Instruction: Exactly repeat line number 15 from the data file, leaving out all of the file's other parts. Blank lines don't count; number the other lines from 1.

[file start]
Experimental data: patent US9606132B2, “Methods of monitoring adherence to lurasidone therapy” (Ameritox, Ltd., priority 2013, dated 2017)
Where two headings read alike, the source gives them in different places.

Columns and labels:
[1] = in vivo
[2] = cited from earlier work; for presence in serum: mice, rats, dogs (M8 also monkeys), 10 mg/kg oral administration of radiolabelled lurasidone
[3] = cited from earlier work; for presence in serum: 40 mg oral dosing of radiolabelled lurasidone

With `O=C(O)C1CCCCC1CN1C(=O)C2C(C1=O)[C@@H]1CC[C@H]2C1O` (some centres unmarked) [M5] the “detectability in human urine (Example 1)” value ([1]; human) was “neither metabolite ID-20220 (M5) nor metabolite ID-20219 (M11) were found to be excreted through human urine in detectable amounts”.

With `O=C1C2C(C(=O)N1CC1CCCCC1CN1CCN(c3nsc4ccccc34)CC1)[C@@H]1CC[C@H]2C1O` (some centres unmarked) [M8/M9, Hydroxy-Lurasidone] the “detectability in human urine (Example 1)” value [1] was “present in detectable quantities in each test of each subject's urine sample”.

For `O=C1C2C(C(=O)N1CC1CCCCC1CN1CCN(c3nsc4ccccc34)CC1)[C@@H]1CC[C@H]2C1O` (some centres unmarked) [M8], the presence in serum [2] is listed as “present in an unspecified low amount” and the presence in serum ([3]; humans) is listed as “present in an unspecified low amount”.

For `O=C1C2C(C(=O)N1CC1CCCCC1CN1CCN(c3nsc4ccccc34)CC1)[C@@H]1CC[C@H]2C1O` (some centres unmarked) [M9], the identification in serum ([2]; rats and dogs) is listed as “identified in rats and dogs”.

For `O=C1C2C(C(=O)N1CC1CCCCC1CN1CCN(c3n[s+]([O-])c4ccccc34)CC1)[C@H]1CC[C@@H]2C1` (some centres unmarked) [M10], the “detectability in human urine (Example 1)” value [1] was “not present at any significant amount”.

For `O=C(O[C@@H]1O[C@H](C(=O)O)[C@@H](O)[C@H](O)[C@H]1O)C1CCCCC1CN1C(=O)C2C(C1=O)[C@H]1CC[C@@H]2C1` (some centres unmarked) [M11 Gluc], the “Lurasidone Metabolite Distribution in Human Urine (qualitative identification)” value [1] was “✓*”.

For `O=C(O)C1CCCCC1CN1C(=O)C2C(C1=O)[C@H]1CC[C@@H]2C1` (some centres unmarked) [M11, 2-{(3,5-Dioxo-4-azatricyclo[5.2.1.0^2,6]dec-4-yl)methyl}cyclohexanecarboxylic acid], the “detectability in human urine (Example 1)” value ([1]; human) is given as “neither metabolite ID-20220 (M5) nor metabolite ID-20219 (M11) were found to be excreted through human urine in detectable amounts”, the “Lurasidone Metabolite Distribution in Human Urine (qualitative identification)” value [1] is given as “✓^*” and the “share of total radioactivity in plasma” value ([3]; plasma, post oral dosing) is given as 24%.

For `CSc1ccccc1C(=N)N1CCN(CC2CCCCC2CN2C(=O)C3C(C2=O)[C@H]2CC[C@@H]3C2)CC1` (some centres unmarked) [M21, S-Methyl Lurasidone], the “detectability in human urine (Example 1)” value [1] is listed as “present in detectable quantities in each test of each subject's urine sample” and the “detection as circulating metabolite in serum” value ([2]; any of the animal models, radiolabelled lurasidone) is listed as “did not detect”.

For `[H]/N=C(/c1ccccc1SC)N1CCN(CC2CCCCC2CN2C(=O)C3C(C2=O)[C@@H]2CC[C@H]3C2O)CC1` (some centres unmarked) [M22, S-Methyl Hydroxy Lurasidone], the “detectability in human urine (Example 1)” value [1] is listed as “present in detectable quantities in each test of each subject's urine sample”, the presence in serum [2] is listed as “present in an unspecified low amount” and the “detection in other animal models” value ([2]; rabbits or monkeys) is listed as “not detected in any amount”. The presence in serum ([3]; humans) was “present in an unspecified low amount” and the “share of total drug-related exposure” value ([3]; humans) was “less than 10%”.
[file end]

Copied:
For `[H]/N=C(/c1ccccc1SC)N1CCN(CC2CCCCC2CN2C(=O)C3C(C2=O)[C@@H]2CC[C@H]3C2O)CC1` (some centres unmarked) [M22, S-Methyl Hydroxy Lurasidone], the “detectability in human urine (Example 1)” value [1] is listed as “present in detectable quantities in each test of each subject's urine sample”, the presence in serum [2] is listed as “present in an unspecified low amount” and the “detection in other animal models” value ([2]; rabbits or monkeys) is listed as “not detected in any amount”. The presence in serum ([3]; humans) was “present in an unspecified low amount” and the “share of total drug-related exposure” value ([3]; humans) was “less than 10%”.